Some multiemployer pension plans are in serious trouble. According to a recent article, as many as 121 pension plans are in critical status. According to the Pension Benefit Guaranty Corporation (PBGC), there are around 1,400 total multiemployer pension plans, meaning that around 8-9% of multiemployer plans are in trouble. Although the PBGC was created by federal law to insure pension plans in the event of a fund failure, the PBGC itself is slotted to run out of money by the year 2025.
Eventually, the legislature is going to have to make a policy decision as to who should make up the shortfall-a losing proposition for everyone. If the risk falls to the workers, then relatively low-wage earners will be forced to accept lower benefits at a higher cost, and fixed-income retirees may also have to do more with less. Similarly, if the risk shifts to employers, then they may be driven out of business by the steep deficit, or employers may simply pass the added cost onto workers (through bargaining) or customers (through product and service pricing).
Frankly, it's impossible to simply lay the blame on the workers or management: Both sides share some of the blame. Often times, benefits were either mutually bargained for or were decided on by pension boards, which are often made up of equal numbers of union and management representatives. But the blame doesn't lie solely with pension-plan decision makers: out-of-control market forces have also played a significant hand.
The solution, therefore, should be a shared one. But it isn't fair to make drastic changes to fixed-income retirees who already held up their end of the bargain. And it isn't fair to give pension plans a taxpayer-funded bailout since taxpayers generally have nothing to do with these plans. Let's not forget that the PBGC was created to deal with the exact situation in which the red-zone pensions find themselves. Thus, the PBGC should be revitalized so it can do its job. But how it does that is a matter of some debate.
The right-leaning Heritage Foundation posted 12 reforms that would help pensions to recover without the use of any tax dollars to fund a bailout. The Heritage-endorsed ideas would require sacrifices from all stakeholders. The ideas relate to benefit freezes, changes to collective bargaining, employer and employee premium increases, and allowing workers a buy-out option, among others. These reforms, according to Heritage, would improve pension funding, improve PBGC funding, and minimize benefit cuts.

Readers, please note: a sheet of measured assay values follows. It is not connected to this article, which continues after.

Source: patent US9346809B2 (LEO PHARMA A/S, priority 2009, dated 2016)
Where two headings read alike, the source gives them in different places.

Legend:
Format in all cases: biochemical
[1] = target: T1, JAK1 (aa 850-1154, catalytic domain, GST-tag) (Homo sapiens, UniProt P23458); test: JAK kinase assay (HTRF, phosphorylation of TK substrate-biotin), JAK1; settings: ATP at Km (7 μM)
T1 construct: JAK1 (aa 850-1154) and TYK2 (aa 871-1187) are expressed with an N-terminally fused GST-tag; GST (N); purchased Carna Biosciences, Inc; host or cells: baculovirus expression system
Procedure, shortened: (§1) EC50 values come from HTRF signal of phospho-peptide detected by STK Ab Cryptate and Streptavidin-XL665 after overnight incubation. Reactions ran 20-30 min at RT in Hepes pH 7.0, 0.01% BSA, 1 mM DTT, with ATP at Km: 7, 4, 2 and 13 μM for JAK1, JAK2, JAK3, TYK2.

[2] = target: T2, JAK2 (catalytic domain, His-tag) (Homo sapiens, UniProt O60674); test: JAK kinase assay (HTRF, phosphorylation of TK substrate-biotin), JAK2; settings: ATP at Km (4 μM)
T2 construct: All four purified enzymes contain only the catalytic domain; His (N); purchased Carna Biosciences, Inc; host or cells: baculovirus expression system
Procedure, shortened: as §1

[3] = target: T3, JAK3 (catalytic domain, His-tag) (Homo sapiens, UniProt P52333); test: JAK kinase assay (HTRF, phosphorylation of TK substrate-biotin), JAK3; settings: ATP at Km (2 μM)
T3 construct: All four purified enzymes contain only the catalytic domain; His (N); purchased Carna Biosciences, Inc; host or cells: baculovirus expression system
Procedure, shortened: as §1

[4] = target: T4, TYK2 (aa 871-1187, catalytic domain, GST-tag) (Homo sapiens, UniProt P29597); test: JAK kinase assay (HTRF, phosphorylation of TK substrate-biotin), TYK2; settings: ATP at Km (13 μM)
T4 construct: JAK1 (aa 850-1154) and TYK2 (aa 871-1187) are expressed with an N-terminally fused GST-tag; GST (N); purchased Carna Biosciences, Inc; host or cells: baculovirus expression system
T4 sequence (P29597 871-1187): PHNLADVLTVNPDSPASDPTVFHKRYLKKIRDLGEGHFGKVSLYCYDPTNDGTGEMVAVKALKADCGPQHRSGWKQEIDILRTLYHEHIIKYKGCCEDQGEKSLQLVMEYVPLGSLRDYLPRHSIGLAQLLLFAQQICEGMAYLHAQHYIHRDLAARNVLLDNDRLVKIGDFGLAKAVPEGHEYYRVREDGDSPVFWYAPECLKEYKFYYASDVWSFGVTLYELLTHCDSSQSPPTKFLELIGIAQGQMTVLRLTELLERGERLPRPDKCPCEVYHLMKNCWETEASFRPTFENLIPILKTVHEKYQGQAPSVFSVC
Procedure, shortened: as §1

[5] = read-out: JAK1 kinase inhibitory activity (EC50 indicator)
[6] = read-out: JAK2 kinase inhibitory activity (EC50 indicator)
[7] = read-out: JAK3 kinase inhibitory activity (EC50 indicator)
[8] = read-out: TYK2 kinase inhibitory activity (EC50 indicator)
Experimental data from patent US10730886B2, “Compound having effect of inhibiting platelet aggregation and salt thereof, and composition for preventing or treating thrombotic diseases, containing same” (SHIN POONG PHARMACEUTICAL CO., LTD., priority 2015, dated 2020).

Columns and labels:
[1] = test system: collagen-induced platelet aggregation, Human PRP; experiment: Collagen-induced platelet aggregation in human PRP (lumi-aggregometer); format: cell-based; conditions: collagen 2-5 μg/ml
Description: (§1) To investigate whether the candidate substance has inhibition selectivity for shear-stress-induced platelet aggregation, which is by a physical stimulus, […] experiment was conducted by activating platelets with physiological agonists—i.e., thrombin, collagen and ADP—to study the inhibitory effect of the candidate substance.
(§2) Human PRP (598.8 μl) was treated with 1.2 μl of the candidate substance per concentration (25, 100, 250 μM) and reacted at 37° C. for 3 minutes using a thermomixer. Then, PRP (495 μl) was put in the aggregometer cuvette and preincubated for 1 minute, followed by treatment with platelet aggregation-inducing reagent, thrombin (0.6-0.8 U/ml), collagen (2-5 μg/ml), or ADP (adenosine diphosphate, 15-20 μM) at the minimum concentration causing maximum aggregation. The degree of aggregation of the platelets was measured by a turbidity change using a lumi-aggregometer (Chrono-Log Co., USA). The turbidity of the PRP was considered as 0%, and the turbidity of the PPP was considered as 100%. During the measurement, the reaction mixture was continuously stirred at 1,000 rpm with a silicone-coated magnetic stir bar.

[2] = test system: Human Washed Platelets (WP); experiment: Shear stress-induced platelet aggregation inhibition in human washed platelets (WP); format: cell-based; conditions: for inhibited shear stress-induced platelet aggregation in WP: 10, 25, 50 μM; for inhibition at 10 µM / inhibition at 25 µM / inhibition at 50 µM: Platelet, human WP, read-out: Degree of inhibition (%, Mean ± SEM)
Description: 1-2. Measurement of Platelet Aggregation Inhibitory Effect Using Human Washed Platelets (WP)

Writing for the left side of the aisle, James Hoffa, president of the International Brotherhood of Teamsters, supports a bill that would allow the U.S. Treasury to sell bonds on the open market to cover the PBGC-funding shortfall. Hoffa says the plan will save the PBGC around $20 billion. Hoffa argues the cost to implement the program is justified because failed pension plans and a bankrupt PBGC would result in millions of people becoming government dependent. That would be a huge taxpayer burden. The bill was introduced by Sen. Sherrod Brown (D-Ohio) and Rep. Richard Neal (D-Mass.) and has at least some bipartisan support, but since 2017, it has not gained the necessary traction to become law.
In a country often divided on party lines, it may come as a surprise that both sides agree that something must be done to avoid a complete meltdown. The years 2017 and 2018 saw some meaningful discussion but no real action. With 2019 upon us, and with it a Democrat-controlled House and Republican-controlled Senate, multiemployer pension plans are in as precarious a position as ever, with no readily apparent solution in sight.